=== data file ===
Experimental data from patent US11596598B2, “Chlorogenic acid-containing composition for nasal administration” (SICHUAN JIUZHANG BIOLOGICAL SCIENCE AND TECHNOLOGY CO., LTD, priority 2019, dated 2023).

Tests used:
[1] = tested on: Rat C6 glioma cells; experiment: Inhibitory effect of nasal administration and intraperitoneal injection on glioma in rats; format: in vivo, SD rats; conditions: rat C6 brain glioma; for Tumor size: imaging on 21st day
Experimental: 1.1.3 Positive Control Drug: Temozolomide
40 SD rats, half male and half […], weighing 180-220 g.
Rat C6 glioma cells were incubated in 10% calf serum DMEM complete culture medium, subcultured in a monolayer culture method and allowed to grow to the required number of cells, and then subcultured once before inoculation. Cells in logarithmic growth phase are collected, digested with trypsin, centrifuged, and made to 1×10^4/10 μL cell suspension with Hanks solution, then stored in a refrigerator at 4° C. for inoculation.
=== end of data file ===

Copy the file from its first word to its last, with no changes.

Experimental data from patent US11596598B2, “Chlorogenic acid-containing composition for nasal administration” (SICHUAN JIUZHANG BIOLOGICAL SCIENCE AND TECHNOLOGY CO., LTD, priority 2019, dated 2023).

Tests used:
[1] = tested on: Rat C6 glioma cells; experiment: Inhibitory effect of nasal administration and intraperitoneal injection on glioma in rats; format: in vivo, SD rats; conditions: rat C6 brain glioma; for Tumor size: imaging on 21st day
Experimental: 1.1.3 Positive Control Drug: Temozolomide
40 SD rats, half male and half […], weighing 180-220 g.
Rat C6 glioma cells were incubated in 10% calf serum DMEM complete culture medium, subcultured in a monolayer culture method and allowed to grow to the required number of cells, and then subcultured once before inoculation. Cells in logarithmic growth phase are collected, digested with trypsin, centrifuged, and made to 1×10^4/10 μL cell suspension with Hanks solution, then stored in a refrigerator at 4° C. for inoculation.